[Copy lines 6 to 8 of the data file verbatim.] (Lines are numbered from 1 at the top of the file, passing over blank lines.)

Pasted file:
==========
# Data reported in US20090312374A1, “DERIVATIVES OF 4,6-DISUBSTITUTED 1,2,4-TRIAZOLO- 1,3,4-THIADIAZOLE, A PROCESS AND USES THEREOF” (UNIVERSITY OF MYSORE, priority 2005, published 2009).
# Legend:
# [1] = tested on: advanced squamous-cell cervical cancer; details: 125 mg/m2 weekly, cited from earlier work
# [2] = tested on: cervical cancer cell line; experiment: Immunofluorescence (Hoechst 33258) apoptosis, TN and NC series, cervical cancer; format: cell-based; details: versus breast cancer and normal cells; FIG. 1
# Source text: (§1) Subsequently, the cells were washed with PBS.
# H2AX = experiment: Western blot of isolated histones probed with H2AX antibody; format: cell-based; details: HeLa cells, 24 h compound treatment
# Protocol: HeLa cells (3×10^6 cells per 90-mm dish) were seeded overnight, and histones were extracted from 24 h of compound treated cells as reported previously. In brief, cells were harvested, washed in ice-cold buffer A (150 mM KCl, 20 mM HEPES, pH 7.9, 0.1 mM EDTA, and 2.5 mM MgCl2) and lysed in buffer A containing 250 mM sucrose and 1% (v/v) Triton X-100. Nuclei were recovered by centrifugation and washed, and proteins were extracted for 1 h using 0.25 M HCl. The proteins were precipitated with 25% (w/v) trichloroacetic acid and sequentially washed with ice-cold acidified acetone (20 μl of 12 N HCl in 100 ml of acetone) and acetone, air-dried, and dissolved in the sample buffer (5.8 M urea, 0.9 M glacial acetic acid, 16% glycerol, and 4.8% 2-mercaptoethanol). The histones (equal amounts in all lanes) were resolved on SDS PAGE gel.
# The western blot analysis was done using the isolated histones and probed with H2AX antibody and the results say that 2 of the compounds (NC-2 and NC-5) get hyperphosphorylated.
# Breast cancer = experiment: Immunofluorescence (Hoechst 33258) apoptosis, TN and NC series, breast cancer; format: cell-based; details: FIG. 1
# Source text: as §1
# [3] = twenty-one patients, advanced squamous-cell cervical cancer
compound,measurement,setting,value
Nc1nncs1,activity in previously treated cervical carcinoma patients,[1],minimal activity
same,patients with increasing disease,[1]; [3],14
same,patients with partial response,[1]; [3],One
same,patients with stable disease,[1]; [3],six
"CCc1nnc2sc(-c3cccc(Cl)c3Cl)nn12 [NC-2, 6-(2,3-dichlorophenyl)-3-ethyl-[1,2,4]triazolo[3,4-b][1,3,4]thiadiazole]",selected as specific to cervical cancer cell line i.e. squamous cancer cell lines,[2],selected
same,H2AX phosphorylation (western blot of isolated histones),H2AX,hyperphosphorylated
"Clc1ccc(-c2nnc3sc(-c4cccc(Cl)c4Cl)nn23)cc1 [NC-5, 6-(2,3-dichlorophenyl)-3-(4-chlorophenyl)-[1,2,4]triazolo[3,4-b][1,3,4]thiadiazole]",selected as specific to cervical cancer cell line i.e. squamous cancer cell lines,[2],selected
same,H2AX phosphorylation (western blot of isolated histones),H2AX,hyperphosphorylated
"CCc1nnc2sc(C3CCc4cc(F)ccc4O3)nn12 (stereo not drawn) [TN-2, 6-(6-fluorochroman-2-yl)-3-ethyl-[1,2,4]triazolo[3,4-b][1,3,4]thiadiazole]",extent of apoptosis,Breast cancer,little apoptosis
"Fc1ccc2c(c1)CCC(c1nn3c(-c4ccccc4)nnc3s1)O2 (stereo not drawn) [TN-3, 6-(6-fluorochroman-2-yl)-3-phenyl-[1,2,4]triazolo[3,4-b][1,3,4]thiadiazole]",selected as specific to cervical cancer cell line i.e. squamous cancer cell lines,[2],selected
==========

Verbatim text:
# H2AX = experiment: Western blot of isolated histones probed with H2AX antibody; format: cell-based; details: HeLa cells, 24 h compound treatment
# Protocol: HeLa cells (3×10^6 cells per 90-mm dish) were seeded overnight, and histones were extracted from 24 h of compound treated cells as reported previously. In brief, cells were harvested, washed in ice-cold buffer A (150 mM KCl, 20 mM HEPES, pH 7.9, 0.1 mM EDTA, and 2.5 mM MgCl2) and lysed in buffer A containing 250 mM sucrose and 1% (v/v) Triton X-100. Nuclei were recovered by centrifugation and washed, and proteins were extracted for 1 h using 0.25 M HCl. The proteins were precipitated with 25% (w/v) trichloroacetic acid and sequentially washed with ice-cold acidified acetone (20 μl of 12 N HCl in 100 ml of acetone) and acetone, air-dried, and dissolved in the sample buffer (5.8 M urea, 0.9 M glacial acetic acid, 16% glycerol, and 4.8% 2-mercaptoethanol). The histones (equal amounts in all lanes) were resolved on SDS PAGE gel.
# The western blot analysis was done using the isolated histones and probed with H2AX antibody and the results say that 2 of the compounds (NC-2 and NC-5) get hyperphosphorylated.